One reason Obama and then Hillary did well in the funding department in the general was the presumption they would win and normally Republican donors would need to play both sides. Even in 2014, Pelosi basically went to fundraisers promising that Hillary would win in 2016 so money wasn’t being gifted to losers, knowing Team Blue wasn’t taking the House and probably would lose the Senate.

        Reply
    2. mle detroit

      ‘Every human society must justify its inequalities,’ the book begins. What follows is a comprehensive investigation of how different societies have done precisely that, ranging through what the book terms various ‘inequality regimes.’”

      I’m reading Yuval Harari’s Sapiens at the moment. Harari makes the same argument in less than one chapter; the sources are online. Harari is an historian, not an in-the-weeds economist. His book is ridiculously physically heavy, but an interesting and amusing read.

      Reply
      1. LifelongLib

        IIRC George Orwell thought inequality was justified in pre-industrial societies because it was the only way to free a small percentage of people from heavy farm labor to do other things. That justification no longer exists in industrial societies.

        Reply
        1. The Rev Kev

          I think that that was what cities were for. Mostly innovations came out of cities as they were more free with their time and could support specialized occupations, including researchers. It was the labour of the countryside that supported them. Thus cities are a long-term investment for a society to develop with.

          Reply
        2. BlakeFelix

          IIRC Keynes argued somewhere (probably “Economic Consequences of the Peace” that at low levels of civilization it had to oppress the many in favor of the few in order to maintain literacy and a specialized elite, but now that needs are met they had to “oppress” the rich in order to stabilize society. No one listened and we got the Depression and WW2.

          Reply
      2. c_heale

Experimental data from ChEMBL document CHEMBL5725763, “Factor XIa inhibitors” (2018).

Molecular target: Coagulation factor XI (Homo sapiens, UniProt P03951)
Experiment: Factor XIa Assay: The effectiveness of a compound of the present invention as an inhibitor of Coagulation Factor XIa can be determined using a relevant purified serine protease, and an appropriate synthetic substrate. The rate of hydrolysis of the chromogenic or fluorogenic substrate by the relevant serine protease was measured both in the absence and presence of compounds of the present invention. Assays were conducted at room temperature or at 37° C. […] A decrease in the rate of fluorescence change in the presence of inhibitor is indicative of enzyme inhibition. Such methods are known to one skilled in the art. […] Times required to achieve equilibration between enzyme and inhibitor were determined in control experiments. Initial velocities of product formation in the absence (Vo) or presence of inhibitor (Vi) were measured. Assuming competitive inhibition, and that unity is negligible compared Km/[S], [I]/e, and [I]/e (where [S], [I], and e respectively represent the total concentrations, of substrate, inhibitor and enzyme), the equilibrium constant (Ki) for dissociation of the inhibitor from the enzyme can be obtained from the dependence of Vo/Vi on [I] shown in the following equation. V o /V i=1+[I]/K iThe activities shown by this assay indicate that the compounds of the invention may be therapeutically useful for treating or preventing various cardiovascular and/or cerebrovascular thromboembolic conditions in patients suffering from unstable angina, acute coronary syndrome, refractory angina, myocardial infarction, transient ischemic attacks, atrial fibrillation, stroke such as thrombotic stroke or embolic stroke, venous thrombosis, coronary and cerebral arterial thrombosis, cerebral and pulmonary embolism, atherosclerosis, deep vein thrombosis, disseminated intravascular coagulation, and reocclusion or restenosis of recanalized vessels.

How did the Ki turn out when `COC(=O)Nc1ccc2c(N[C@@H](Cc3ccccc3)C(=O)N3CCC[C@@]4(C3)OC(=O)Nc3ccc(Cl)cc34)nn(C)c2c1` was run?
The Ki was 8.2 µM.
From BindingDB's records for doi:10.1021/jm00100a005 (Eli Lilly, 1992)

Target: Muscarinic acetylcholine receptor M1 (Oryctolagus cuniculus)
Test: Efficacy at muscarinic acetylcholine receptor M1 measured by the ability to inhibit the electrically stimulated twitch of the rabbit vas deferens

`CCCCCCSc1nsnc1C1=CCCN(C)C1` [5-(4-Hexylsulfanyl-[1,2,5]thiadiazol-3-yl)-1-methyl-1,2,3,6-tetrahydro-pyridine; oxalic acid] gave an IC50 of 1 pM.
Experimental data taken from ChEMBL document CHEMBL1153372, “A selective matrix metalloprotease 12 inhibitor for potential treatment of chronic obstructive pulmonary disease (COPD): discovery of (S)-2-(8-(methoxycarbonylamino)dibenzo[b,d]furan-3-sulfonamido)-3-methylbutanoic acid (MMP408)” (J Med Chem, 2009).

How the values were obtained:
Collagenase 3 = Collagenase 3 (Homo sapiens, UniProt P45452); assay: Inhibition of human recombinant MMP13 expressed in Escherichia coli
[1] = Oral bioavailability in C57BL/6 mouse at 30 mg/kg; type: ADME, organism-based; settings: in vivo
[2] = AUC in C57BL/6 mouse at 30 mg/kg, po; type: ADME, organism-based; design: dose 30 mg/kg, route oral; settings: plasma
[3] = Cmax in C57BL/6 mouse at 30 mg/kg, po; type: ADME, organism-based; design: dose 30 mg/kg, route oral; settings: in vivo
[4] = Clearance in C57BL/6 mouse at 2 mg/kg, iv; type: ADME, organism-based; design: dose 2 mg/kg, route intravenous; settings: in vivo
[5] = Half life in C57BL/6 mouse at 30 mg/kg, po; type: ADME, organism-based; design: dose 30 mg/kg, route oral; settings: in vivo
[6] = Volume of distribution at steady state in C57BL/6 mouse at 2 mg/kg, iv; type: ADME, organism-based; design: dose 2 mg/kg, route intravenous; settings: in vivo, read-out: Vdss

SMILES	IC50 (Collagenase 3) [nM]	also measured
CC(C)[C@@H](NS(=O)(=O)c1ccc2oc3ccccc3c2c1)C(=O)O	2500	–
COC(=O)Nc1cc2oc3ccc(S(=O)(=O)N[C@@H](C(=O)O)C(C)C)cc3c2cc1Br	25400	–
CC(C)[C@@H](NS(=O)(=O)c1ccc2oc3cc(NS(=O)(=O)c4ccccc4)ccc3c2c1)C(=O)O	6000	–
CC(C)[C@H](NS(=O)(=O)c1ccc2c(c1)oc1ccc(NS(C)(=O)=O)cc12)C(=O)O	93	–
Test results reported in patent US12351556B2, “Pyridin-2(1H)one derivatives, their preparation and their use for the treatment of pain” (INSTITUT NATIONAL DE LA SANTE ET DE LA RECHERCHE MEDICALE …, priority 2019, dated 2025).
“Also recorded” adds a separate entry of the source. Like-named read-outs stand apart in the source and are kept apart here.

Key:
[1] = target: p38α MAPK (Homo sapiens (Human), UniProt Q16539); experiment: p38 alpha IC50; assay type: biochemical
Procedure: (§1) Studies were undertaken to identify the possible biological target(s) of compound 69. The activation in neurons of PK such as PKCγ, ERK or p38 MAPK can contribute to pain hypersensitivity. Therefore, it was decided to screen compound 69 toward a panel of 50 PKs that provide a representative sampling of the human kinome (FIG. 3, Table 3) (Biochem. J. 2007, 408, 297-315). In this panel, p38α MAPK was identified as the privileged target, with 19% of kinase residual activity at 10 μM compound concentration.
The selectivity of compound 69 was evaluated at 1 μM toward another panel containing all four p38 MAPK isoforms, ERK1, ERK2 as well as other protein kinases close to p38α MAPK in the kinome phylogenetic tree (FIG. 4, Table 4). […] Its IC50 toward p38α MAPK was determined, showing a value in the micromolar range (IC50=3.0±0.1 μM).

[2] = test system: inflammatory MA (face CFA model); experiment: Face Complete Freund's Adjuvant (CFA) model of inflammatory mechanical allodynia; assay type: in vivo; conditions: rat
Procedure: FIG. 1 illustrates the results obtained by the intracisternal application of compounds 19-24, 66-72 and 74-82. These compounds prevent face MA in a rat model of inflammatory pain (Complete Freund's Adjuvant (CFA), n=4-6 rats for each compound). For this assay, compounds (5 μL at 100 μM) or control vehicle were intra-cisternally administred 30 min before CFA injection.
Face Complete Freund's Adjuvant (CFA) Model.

I read Sapiens a long time ago, and felt a lot of what he said was interesting but he made a lot of assumptions and is really weak and downright wrong on many specifics (for example, the origin of money being barter, and a laughable description of the Haber process for making ammonia).

        Reply
  15. Skip Intro

    Bernie threatened to block the bill if the GOP ghouls didn’t remove their block to remove the UI benefits. Whether he wrote that part or not, his lone stand kept that part in the bill.

    Reply
    1. Noone from Nowheresville

      I’ve moved on. Sanders proved he won’t be the person to lead the charge or even change.

      We need a different and better way.

      Reply
      1. Mattski

        Says no one from Nowheresville? He already has made medicare for all and national healthcare issues embraced by every Dem candidate. Ten thousand people were watching when he did a very uplifting AND informative forum with The Squad online the other night. There’s so much empty jabbering. . . Two million volunteers have worked on his campaign, and the plan is to keep people together after the presidential campaign. In Tallahassee, we have already held four meetings with the 70 or so lefties who worked hard on the campaign. We’re already deep into the campaign of a socialist who we’re going to get elected to the city commission. Bernie got two socialist mayors elected in the Deep South last year while upper class Black people in Atlanta were complaining that he wasn’t kissing their rings. Tell us what you’re been up to while Bernie wasn’t leading? On second thought, spare us.

        Reply
        1. Noone from Nowheresville

          I find him uplifting. I want him to succeed. But tell me, honestly, if you weren’t on NC and only listened to Sanders, would you even know that we got scraps for what we gave up in that emergency bill? Or that this bill will make 2008’s hijacking look like child’s play in comparison?